Immigrants to rural Wisconsin find an uneasy welcome in 'the land of opportunity
A postcard of small-town Wisconsin from any time in the last 100 years could look a lot like this place: lush fields on the outskirts dotted with barns, silos and dairy cows; a well-kept main street with one of those old-fashioned variety stores rarely seen in the Wal-Mart era.
However, snapshots from few towns in this state or any other would include brightly clothed refugees from strife-torn Somalia.
The Somalis -- called "Somalians" by seemingly everyone in town -- settled here en masse in the late 1990s, dropping, as one resident put it, 500 black African Muslims into the middle of white Christian America, with 300 more likely to come soon, Wisconsin officials said.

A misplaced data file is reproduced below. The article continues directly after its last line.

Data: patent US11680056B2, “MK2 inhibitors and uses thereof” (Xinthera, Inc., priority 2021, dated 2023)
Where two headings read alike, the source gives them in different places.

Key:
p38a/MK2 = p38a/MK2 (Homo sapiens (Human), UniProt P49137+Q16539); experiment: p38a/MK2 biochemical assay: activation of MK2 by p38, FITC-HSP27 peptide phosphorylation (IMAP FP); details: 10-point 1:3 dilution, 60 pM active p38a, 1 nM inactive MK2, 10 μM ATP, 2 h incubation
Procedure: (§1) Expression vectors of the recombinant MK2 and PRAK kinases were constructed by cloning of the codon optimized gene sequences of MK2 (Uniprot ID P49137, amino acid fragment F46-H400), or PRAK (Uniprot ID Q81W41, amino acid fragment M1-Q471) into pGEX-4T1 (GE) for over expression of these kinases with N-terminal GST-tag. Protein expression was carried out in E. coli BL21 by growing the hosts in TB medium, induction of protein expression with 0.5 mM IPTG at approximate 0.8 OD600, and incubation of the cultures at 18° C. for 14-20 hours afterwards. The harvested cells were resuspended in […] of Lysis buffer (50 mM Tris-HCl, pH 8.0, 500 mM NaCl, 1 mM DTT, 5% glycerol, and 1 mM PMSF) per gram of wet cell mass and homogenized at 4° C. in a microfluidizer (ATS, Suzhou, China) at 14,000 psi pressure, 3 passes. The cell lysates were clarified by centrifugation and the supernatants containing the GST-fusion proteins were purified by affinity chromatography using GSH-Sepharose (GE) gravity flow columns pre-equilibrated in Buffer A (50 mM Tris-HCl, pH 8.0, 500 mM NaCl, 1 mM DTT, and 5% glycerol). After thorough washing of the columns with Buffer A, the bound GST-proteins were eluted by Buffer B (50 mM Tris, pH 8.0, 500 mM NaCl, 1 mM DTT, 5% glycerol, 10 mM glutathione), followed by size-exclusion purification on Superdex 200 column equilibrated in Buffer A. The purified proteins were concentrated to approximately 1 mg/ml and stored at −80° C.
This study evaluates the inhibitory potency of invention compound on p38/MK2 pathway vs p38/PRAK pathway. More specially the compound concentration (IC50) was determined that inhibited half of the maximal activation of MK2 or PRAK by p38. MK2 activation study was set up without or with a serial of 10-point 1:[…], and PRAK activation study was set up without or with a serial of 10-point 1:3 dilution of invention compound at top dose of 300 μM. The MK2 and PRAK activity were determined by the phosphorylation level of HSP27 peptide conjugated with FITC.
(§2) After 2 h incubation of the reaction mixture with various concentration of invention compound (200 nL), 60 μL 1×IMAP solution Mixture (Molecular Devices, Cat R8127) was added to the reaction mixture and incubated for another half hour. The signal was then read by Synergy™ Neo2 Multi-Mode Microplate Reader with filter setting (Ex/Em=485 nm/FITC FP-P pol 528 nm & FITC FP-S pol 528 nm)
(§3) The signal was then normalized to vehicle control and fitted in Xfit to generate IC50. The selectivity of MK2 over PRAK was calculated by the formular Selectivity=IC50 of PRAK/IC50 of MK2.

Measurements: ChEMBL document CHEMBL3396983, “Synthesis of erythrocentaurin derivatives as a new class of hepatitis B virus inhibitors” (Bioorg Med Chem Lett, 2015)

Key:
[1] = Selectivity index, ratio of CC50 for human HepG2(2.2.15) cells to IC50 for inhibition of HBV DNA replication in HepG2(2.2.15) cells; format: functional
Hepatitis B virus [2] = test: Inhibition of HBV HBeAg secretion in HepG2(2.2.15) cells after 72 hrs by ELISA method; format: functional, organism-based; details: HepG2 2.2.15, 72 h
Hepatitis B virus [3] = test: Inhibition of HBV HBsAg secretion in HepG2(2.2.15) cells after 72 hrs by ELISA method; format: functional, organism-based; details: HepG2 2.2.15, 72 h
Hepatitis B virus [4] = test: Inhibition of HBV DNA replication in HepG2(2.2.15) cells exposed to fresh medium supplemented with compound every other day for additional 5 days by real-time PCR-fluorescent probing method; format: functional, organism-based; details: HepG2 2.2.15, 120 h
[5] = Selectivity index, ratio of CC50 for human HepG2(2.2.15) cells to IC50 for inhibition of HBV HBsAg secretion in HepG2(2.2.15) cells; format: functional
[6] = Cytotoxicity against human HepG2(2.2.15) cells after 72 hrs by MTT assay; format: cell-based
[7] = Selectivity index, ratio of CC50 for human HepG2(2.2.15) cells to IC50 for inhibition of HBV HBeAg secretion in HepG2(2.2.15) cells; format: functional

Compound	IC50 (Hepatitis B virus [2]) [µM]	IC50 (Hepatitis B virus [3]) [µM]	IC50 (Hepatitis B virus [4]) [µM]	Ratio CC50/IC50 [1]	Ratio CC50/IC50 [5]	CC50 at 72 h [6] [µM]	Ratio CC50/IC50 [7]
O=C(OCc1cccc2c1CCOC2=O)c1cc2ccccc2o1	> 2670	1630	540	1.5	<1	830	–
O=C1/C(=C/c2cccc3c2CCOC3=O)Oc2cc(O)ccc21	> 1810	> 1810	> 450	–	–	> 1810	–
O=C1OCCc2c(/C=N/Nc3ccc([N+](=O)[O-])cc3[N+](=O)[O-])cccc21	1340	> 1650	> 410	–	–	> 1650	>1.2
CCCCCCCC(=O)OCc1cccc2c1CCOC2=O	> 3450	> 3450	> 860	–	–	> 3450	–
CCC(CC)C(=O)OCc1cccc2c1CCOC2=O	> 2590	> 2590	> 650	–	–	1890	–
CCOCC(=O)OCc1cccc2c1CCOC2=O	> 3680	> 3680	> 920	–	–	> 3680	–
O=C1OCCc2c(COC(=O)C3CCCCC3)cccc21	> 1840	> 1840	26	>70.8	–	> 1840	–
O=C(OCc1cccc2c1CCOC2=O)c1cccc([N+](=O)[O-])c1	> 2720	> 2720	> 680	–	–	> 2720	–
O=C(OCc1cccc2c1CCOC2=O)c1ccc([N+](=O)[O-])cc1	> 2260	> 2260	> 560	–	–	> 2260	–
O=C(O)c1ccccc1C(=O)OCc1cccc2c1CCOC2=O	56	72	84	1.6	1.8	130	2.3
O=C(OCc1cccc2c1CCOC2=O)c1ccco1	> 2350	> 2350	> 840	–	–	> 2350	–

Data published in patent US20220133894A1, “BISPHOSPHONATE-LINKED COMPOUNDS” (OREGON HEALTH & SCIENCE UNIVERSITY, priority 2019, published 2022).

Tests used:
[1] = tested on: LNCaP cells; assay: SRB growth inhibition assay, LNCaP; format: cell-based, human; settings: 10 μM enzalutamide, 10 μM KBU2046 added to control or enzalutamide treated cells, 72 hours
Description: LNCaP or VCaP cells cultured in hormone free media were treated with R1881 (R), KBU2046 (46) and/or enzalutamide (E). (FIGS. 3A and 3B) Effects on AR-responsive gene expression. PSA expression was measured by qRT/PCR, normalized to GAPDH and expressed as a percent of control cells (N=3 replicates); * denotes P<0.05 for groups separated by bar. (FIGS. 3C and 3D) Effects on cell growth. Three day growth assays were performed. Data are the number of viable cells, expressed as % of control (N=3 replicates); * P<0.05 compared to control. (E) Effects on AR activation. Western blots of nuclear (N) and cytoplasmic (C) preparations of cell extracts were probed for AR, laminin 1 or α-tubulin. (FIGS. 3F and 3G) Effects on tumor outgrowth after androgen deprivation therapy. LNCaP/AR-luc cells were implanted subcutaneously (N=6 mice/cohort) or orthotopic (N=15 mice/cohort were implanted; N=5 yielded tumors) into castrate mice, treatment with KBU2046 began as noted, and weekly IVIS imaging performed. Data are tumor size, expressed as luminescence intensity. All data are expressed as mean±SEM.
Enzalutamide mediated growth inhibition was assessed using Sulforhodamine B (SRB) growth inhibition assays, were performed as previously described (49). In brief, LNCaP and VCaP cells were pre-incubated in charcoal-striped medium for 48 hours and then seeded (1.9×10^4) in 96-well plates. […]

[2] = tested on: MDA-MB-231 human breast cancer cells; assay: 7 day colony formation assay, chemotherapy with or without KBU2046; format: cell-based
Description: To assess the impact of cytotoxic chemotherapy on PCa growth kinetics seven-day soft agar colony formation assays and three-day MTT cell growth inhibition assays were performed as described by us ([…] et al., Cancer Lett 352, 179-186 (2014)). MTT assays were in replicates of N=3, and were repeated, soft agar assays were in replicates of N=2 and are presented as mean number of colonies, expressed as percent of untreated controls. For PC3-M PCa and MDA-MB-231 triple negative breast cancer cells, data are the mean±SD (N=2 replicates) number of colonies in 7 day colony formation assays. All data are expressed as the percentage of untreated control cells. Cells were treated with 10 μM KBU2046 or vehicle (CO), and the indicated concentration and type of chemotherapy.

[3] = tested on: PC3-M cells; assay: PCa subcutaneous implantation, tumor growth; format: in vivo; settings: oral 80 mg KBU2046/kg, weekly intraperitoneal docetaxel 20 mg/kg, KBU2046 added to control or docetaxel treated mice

Most of the Somalis were lured from nearby Minneapolis-St. Paul, where they settled in the mid-1990s, by The Turkey Store, a huge Jenny-O processing plant run by Hormel. Like a lot of immigrants, they do the dirty jobs, slicing up poultry alongside locals who will take the work.
Barron is not alone. Sometimes it seems like a giant social experiment is taking place in rural Wisconsin, where in the last decade or so blocs of outsiders have moved into small towns whose Northern European bloodlines go back for generations.